It feels like the Carolina Panthers just stepped onto Bank of America’s practice fieldin Uptown Charlotte on a toasty May morning. Over the past two-plus months, the Panthers ushered in a new look to their roster and an infectious energy that has players and fans percolating at the possibilities.
Fast forward to late-July when the Panthers kicked off training camp at Fan Fest in Charlotte, before sliding down I-85 to Spartanburg to continue their offseason workouts.
As is true during most training camps, certain stories rise to the surface and catch everyone’s eye. 2014’s installment, the 20th camp in this franchise’s young history, was no different when it comes to storylines.
Here are five observations that stood out during Carolina’s 2014 Training Camp in Spartanburg:
Kelvin Benjamin is the real deal
The rookie out of Florida State has been a daily headline grabber since OTAs back in May. He still has to polish his first step off of the line-of-scrimmage, but that technique can be easily coached-up over the course of the next season or two.
Benjamin is the perfect weapon for a quarterback like Cam Newton and their instant chemistry has been a beautiful sight. The former FSU wide receiver has an energy about him that screams “big-time talent”. On the field, Benjamin stands out amongst his receiver brethren and will give Carolina a giant target that they have not enjoyed since Keyshawn Johnson‘s lone season in Charlotte. Benjamin will take time to assume the role of WR1, but having mentors like Jerricho Cotchery, Jason Avant and Ricky Proehl around to show him the ropes, he is on a short-track to being a premier receiver in the NFL.
Greg Hardy is still The Kraken
Despite his character issues and off-the-field drama, Greg Hardy went about camp the same way he ended the 2013 season. Beastly.
Hardy was the Panthers most aggressive and hungry player on the defensive side of the ball during camp. Though contact was limited for most of the camp, Kraken was blowing by offensive linemen, knifing through blockers and antagonizing the offensive backfield. He is in his prime and he looks every bit the role of an All-Pro DE. Hardy was very focused on the field in Spartanburg and is gearing up for what looks like a repeat of last season. The Panthers will have a tough decision to make in the offseason, that’s for certain.
Cam Newton’s Time Is Now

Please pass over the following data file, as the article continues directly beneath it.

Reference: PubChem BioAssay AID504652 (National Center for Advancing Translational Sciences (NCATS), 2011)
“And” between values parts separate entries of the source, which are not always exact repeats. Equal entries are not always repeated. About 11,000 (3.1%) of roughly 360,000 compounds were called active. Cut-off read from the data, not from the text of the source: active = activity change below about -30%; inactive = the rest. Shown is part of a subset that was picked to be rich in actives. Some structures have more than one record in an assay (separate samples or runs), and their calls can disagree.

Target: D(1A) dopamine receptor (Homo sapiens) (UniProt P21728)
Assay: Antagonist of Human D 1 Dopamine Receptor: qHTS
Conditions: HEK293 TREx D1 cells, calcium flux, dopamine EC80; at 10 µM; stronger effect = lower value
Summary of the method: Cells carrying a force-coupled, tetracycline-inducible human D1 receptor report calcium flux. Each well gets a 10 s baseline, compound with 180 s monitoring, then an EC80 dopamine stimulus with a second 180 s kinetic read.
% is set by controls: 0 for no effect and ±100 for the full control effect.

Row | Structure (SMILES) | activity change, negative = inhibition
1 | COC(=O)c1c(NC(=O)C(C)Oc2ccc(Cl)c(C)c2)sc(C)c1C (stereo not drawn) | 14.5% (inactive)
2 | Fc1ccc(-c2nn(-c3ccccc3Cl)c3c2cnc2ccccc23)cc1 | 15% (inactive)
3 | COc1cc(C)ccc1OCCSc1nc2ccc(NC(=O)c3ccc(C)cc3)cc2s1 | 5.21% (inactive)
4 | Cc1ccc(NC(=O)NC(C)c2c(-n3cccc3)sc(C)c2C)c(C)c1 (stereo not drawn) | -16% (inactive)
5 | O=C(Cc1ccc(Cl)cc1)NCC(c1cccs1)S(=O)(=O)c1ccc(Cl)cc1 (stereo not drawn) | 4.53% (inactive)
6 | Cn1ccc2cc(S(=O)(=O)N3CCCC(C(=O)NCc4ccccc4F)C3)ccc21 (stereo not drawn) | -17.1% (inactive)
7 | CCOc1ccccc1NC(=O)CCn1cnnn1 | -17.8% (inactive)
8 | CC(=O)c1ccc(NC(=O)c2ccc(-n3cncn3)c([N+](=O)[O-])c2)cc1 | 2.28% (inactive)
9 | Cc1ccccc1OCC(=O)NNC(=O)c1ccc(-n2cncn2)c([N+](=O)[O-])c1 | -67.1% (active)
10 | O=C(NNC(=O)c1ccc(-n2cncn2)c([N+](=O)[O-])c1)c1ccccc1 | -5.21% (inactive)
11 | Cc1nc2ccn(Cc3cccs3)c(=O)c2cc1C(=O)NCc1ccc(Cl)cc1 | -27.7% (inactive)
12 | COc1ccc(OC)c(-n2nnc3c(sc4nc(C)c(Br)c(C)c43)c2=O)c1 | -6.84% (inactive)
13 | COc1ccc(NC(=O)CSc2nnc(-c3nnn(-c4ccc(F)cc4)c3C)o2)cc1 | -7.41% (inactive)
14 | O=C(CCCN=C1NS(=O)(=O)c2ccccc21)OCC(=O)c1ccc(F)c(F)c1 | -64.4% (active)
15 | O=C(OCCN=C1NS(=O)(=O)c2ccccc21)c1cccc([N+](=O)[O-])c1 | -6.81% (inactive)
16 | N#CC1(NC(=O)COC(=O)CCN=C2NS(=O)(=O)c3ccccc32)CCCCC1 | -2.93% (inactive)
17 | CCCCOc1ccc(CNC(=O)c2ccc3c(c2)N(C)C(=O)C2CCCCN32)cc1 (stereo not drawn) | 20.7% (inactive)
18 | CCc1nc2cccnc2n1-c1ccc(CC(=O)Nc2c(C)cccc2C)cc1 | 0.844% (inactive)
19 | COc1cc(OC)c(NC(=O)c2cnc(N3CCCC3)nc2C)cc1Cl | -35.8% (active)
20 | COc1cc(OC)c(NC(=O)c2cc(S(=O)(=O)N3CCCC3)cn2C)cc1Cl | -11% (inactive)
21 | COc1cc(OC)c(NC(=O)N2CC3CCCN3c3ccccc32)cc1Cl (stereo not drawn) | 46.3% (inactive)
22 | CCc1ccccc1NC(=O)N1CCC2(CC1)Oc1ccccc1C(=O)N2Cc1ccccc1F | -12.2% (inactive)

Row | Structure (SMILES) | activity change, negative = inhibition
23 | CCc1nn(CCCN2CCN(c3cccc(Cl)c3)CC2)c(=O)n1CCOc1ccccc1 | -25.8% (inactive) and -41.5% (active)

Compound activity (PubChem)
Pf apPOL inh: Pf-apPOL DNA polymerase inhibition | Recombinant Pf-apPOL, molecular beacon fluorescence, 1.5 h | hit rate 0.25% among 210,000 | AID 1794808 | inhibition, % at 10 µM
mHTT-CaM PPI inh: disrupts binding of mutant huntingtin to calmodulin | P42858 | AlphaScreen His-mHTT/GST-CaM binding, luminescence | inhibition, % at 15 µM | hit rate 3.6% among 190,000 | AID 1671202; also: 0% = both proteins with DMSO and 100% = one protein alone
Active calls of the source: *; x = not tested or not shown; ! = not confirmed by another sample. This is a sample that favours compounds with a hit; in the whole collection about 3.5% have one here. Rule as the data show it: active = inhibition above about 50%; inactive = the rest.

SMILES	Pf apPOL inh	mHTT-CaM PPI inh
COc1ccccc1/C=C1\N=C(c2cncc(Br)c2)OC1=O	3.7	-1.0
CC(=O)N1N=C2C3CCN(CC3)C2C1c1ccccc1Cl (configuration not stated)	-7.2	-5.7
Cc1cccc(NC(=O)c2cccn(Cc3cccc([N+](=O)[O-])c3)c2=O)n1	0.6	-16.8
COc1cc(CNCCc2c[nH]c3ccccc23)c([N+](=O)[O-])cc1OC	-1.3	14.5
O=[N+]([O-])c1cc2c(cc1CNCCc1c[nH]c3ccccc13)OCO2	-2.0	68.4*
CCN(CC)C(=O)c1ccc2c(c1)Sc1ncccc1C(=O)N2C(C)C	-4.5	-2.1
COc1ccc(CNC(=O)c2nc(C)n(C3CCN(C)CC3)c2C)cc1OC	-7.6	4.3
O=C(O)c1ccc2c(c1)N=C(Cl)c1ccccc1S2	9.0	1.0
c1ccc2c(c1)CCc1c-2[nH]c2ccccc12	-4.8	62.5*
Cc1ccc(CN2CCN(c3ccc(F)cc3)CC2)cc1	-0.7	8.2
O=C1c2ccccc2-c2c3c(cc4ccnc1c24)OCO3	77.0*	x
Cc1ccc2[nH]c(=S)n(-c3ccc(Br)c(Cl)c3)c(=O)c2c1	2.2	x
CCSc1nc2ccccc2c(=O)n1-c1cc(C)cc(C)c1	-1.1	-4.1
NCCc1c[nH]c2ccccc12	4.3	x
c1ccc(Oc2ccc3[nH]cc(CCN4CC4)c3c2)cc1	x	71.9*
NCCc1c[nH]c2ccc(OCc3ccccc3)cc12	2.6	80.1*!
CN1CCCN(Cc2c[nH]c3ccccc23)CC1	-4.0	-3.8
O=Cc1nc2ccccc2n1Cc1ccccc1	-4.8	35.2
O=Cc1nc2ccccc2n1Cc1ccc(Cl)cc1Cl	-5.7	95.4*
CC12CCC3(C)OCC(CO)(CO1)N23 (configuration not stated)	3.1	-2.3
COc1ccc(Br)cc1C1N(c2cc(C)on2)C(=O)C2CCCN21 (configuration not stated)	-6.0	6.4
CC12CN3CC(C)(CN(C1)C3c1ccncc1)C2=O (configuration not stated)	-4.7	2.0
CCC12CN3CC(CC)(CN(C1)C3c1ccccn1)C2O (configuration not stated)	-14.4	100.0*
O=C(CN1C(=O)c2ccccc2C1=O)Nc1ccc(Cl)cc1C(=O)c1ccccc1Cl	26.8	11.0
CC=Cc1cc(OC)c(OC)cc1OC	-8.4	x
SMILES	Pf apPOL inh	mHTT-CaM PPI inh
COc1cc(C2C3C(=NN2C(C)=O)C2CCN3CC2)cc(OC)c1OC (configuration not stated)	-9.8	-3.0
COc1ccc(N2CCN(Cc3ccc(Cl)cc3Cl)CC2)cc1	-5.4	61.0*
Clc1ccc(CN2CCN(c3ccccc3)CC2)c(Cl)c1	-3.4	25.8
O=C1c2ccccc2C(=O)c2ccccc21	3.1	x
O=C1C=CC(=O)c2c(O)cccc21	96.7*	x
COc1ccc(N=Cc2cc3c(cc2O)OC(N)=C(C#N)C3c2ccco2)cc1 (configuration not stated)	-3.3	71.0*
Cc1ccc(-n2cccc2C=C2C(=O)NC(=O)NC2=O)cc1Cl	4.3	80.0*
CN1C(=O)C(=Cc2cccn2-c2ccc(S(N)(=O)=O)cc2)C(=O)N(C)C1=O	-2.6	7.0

For all of the production that Cam Newton has displayed in his first three years, to think that he is on the precipice of greatness is mind boggling.
Entering his fourth season under center, Newton has embraced the role of offensive leader of this team. His confidence is real, yet relaxed. He looks comfortable, but forceful. Though an ankle injury kept him from going 100% in camp, he was still out there taking reps with his teammates. His arsenal of receivers and backs are on par with the 2011 roster, so look for Newton to be a more dangerous version of his rookie self. He and Benjamin have connected often in Spartanburg, and Newton is opening up his vision more with the arrivals of Cotchery, Avant and Ed Dickson. If the offensive line can do their job, and the running backs can be better than 2013, Newton is poised to jump into the elite class of quarterbacks in 2014.
The Return Game Needs Improvement
Ted Ginn, Jr leaving for the desert of Arizona is looking like the biggest loss from last season’s roster. Steve Smith was huge, but Ginn’s role on Special Teams played such a huge factor in games. Ginn’s ability to change the field of play on kick returns and punt returns helped give the offense a shorter field.
Thus far, the six or seven candidates that were trotted out during Training Camp left a lot to be desired. Kenjon Barner and Tiquan Underwood look like the most viable options to secure this important spot, but neither have separated themselves. Additionally, Antoine Cason, Bene Benwikere, Philly Brown, Kealoha Pilares, and Darrin Reaves have taken their shot at returning kicks. None of these players have come close to mirroring the threat that Ginn brought. For a Panthers’ team predicated on defense, this unit will have to find its’ way soon.
Byron Bell is Carolina’s LT
When camp started, Bell and Nate Chandler were in a heated battle for both offensive tackle positions. It appeared early on that Chandler would have the inside track, but not so fast.
Each tackle spent time
rotating at both positions throughout camp. Bell played very well at LT in the game against the Bills. Bell is still a work in progress, so please don’t expect Jordan Gross 2.0 to walk out there on September 7th. Byron Bell did look a little more comfortable at LT than Chandler, but that’s not to say that their roles won’t reverse again as the season wears on. Regardless of who finishes the season where, these two players are better options on the line than any of the draftees available when Carolina’s selections came up. This was supposed to be a highly contested position battle to watch, and it was. Byron Bell is the victor.